People all over the world are looking for ways to gain or improve their professional skills to become competitive members of the workforce. In fact, 75% of workers state that they are willing to undergo professional training to remain employable in both current and future positions.
These workforce development opportunities are just as valuable for people who haven’t entered the workforce yet (like high school and college graduates). The education that students gain while in school is essential, but they can walk away without mastering the specific skills that employers are looking for.
While students show a demand for training in these career-specific skills, high schools, colleges, and businesses don’t always have an effective way to facilitate this training. But, working with a skilled instructional design team can help you build comprehensive programs that students can complete online.
In this guide, we’ll explore everything you need to know about creating a workforce development program and help students get a successful start to their careers:
Keep in mind that the purpose and goals of the program may look different for different people. Let’s get started by discussing what workforce programs are and how they differ depending on who is using them.
What is a workforce development program?
Workforce development programs are specialized courses that allow prospective and current employees to hone existing skills or learn new ones in order to become or remain competitive in the job market.
While this basic definition applies to most workforce development programs, these programs can look very different depending on their context. For example, companies might organize development programs to upskill their existing employees while schools train their students for the specialized role they will play in their future careers.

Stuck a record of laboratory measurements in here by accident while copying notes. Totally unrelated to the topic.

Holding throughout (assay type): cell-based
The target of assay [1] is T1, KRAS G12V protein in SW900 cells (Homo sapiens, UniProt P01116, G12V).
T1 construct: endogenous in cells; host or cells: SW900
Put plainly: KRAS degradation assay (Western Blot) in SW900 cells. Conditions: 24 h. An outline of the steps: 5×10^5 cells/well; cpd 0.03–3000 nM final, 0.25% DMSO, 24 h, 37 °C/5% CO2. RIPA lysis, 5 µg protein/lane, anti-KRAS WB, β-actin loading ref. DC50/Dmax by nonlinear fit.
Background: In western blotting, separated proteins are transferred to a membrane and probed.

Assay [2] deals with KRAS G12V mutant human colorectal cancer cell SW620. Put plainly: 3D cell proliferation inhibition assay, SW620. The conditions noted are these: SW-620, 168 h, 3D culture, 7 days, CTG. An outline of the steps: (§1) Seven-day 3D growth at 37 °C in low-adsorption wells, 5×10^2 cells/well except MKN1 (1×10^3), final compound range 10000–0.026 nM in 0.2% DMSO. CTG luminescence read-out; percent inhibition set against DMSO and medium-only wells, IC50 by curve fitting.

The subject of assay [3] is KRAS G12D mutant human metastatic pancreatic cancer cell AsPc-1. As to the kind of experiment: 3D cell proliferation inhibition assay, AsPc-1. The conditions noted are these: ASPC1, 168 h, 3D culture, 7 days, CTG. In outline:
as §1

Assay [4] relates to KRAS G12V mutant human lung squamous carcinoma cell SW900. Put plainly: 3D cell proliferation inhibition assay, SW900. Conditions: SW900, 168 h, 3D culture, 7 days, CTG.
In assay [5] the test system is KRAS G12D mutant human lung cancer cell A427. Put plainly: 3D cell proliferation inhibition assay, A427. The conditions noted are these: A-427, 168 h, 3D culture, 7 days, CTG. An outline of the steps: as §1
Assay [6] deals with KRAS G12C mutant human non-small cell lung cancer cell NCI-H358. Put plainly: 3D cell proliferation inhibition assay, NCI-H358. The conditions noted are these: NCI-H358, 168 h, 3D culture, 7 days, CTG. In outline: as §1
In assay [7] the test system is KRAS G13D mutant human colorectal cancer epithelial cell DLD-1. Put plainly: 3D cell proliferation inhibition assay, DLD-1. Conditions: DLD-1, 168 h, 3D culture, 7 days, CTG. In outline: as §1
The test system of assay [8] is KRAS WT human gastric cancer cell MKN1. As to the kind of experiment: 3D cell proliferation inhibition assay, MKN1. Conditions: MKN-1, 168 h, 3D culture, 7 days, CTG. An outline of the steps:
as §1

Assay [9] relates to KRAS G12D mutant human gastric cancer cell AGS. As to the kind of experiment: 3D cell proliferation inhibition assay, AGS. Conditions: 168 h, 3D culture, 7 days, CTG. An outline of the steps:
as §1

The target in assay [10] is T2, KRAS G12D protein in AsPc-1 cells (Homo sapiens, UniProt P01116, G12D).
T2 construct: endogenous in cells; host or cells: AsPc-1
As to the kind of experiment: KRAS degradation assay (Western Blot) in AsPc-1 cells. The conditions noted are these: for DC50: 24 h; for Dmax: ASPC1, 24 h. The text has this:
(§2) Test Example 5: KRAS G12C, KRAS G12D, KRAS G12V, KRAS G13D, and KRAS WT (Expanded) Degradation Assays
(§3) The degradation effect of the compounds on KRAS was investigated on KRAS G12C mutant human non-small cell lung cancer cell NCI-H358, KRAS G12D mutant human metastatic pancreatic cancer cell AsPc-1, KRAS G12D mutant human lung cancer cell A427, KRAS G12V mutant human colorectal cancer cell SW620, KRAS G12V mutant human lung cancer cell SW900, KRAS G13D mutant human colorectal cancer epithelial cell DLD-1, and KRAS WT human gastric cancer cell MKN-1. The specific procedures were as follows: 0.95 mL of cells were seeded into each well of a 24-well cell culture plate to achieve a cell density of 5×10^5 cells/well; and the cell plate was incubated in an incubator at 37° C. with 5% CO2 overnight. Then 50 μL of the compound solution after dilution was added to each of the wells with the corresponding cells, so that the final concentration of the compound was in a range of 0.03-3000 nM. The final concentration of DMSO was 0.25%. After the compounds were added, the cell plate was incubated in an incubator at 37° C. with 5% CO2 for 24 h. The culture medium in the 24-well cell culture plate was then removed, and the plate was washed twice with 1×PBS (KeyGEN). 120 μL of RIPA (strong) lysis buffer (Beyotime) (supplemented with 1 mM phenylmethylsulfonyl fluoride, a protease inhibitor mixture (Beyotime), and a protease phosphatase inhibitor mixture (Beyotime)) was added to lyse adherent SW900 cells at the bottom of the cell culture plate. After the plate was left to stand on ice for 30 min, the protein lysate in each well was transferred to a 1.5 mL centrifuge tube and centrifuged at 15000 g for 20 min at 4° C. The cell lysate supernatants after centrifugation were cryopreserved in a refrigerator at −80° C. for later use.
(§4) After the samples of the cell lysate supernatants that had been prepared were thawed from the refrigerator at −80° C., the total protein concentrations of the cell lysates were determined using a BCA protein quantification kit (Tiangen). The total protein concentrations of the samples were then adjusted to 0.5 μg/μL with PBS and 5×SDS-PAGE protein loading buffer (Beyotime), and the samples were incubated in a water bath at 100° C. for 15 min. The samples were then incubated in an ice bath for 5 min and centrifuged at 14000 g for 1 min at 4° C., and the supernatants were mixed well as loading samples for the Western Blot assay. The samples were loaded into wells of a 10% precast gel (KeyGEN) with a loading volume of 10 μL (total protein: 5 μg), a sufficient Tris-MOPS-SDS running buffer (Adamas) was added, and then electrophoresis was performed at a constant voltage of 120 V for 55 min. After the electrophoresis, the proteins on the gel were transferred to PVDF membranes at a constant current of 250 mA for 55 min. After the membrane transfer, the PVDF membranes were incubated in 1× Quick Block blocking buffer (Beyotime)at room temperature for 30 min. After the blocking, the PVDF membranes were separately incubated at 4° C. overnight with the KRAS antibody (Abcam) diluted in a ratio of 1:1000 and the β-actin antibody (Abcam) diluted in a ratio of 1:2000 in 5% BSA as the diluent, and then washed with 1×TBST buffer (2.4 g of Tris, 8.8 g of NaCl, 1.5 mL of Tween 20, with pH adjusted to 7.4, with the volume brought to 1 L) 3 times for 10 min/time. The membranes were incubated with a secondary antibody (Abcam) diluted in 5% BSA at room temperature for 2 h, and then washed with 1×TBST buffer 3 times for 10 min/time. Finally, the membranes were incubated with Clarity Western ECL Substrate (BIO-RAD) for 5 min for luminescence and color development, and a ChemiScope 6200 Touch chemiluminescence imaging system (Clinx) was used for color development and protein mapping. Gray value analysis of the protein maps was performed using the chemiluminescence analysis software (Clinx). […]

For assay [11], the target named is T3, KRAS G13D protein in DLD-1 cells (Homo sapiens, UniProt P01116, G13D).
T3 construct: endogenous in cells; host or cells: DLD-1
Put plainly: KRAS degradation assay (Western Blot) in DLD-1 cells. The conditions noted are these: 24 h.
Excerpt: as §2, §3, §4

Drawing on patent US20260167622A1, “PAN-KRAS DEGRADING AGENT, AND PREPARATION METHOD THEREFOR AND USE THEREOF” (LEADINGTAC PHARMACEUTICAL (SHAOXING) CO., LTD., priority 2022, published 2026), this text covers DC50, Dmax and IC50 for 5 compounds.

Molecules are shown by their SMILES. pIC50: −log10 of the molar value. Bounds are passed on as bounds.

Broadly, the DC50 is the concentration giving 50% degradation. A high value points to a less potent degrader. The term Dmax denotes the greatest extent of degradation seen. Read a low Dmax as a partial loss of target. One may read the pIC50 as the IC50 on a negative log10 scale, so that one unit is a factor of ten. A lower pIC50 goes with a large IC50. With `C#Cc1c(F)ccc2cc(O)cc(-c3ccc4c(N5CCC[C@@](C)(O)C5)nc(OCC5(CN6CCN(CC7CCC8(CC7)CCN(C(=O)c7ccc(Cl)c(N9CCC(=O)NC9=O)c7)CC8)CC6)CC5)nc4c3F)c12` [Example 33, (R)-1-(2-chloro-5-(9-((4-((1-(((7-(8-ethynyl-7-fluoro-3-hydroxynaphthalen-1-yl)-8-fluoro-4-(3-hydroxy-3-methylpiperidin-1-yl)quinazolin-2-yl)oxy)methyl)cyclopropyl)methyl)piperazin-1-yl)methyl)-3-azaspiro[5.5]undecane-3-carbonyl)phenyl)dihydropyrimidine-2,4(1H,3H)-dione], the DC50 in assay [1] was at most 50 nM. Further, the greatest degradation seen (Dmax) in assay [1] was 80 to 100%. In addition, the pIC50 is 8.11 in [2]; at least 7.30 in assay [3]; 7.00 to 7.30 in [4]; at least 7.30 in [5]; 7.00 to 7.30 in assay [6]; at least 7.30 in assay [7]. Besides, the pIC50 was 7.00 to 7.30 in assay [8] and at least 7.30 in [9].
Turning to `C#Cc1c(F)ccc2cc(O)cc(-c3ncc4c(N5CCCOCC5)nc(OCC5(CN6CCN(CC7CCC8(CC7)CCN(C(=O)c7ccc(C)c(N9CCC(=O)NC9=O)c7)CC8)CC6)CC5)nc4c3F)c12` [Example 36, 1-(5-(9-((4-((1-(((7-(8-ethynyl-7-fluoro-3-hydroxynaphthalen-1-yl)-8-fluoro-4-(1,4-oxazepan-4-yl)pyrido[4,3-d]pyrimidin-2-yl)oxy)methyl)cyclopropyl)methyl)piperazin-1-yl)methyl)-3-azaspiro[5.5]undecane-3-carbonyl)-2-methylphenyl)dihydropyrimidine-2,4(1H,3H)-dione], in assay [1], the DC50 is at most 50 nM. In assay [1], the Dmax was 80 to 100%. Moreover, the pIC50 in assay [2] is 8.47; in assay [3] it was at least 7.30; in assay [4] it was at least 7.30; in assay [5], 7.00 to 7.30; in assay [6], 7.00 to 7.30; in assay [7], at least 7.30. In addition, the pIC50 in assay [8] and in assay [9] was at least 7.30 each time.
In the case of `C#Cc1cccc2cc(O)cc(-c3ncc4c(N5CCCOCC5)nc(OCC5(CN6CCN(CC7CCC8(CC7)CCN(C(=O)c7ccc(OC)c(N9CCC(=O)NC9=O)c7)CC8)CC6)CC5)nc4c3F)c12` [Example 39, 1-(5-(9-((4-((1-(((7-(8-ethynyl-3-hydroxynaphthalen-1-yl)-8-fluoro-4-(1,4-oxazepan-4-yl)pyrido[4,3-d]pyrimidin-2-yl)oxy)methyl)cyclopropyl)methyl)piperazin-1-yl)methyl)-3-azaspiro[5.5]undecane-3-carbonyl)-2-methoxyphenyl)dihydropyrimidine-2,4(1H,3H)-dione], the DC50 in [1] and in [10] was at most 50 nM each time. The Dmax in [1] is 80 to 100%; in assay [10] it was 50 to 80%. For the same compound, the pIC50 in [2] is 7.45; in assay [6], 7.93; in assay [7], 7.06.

One of the best ways to train these students is to create custom microcredential courses they can complete online. Microcredentials are short, stackable courses that students can take to learn a specific skill like professional communication or how to use Photoshop. Once completed, students can display badges on their profiles for job-search websites to highlight their proficiency in those skills to employers.
Who develops workforce development programs?
Students are the end-user of workforce development programs, preparing themselves to take on the new responsibilities associated with their future jobs. But, they aren’t the only group involved in these programs. Here are the primary parties involved in creating workforce development programs:
Teachers and professors. High school principals, teachers, and college instructors can have students complete these programs for class credit. This way, they’ll earn certifications in the skills employers are looking for all while developing their core education.
Businesses. Local businesses might seek out opportunities to create workforce development programs to prepare graduates for work before they leave school. These students will require less training from their employers than other candidates, making them much more efficient than new hires without workforce development training.